Saturday, February 8, 2020

Are organizations rational Assignment Example | Topics and Well Written Essays - 1500 words

Are organizations rational - Assignment Example ncy and reliability of the system (Miller, 2012).  The desire to achieve efficiency forms the major part of rationality and organisation is considered as a mechanism where different parts are used to achieve the desired results. Since managers work towards achieving the best results, rationality is based on the efficiency of systems to achieve the desired outcome. This paper attempts to reveal how organisations show rationality in the decisions that are made in management level and the rationality of organisation through its independence and formation. Rational system involves two main elements that include goal specificity and formalisation. Rationality in organisations is related to formalisation of activities and decisions that form the daily systems of the organisation. This means that the organisation behaviour is shaped by standardisation and regulation of all activities in the organisation to achieve efficiency (Sapru, 2011). Through formalisation, stable expectations in production and results acts as the main focus of the company and this is one of the preconditions of rationality. An organisation offers an environment where employees are expected to perform to achieve certain goals and objectives of the company through a formal system thus resulting to rationality. It is therefore important to note that many organisations are rational owing to the fact that they operate with an objective to achieve desired results through formalised principles that are not based on emotions or superstitious beliefs (Catino, 2013).   Goal specificity involves the fact that organisations are formed for a specific objective or goal. Organisations focus on certain goals as their main purpose of operation. Specific goals are used as equipment for supporting rational behaviour in an organisation where they provide guidelines on the structural design, and this points on what specific tasks need to be carried out to ensure great performance and how to allocate resources to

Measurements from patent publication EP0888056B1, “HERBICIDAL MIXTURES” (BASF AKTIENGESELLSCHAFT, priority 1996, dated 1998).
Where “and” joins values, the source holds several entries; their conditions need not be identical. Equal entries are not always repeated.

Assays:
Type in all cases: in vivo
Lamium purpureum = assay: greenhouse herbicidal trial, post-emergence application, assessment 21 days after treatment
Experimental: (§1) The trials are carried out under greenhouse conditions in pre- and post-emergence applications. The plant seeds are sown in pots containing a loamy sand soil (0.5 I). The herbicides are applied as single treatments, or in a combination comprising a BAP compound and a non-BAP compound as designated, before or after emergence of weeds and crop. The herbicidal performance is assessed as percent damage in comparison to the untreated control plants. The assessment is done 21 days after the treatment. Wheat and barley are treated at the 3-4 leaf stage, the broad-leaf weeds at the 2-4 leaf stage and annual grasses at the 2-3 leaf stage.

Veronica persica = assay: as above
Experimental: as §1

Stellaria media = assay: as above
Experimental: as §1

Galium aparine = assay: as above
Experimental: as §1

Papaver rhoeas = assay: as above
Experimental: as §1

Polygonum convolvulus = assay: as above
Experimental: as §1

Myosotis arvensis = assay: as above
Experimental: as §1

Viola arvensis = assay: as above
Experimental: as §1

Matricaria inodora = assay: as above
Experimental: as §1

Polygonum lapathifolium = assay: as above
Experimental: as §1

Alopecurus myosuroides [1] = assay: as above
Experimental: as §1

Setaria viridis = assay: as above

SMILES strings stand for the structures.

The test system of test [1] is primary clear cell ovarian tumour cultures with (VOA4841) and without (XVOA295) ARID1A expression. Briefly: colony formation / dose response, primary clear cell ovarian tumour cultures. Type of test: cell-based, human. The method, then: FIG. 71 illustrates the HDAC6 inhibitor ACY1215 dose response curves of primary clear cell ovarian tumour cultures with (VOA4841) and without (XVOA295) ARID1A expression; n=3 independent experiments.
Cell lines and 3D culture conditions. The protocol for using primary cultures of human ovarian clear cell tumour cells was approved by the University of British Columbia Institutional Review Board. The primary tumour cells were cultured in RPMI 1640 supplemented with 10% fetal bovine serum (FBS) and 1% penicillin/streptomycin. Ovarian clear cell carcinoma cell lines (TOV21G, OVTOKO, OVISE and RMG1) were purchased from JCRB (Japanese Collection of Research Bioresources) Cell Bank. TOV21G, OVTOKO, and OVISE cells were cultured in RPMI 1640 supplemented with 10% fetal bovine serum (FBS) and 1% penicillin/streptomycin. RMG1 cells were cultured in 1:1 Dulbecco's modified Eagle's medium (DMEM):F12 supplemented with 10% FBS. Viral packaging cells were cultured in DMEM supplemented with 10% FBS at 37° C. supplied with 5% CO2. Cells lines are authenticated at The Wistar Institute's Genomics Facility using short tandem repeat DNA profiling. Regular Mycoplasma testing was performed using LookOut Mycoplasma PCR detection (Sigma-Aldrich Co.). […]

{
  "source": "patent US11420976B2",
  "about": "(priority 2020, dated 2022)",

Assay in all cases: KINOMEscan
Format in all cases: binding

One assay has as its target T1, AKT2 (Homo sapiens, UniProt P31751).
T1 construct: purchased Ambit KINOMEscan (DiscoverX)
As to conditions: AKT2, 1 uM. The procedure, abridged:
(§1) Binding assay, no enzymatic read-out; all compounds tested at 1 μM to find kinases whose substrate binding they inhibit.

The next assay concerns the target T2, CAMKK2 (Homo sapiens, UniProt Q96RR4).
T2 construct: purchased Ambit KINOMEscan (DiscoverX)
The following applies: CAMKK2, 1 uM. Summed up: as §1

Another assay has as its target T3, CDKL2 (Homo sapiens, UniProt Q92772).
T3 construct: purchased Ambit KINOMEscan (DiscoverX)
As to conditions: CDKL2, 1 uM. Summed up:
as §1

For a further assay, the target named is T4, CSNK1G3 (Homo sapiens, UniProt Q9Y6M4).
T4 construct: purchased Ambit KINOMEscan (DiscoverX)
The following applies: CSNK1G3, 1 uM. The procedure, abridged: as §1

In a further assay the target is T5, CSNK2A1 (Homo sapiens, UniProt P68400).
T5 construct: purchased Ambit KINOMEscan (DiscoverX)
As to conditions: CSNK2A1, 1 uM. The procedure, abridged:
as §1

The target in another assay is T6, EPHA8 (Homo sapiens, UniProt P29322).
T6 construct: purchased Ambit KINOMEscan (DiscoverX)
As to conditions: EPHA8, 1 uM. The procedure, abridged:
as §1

Wednesday, January 29, 2020

Role of Un in Peace Keeping Essay Example for Free

Role of Un in Peace Keeping Essay In addition to maintaining peace and security, peacekeepers are increasingly charged with assisting in political processes, reforming judicial systems, training law enforcement and police forces, disarming and reintegrating former combatants, supporting the return of internally displaced persons and refugees. Arabic, Chinese, English, French, Russian and Spanish are the UN official languages. However, UN is facing criticism regarding corruption and abuse and some other things. Conclusion:- UN has a great effect on international peace. But, there are some arguments regarding contribution of military forces from different countries. To change the world, it need to change itself too. Its better if it has its own military force. United Nations has an organization called UN Security Council that is responsible for peacekeeping. Five members of this team are permanent members while ten are chosen every 2 years. Peacemaking was introduces at the end of cold war and has undergone immense changes. It keeps evolving to meet the political demands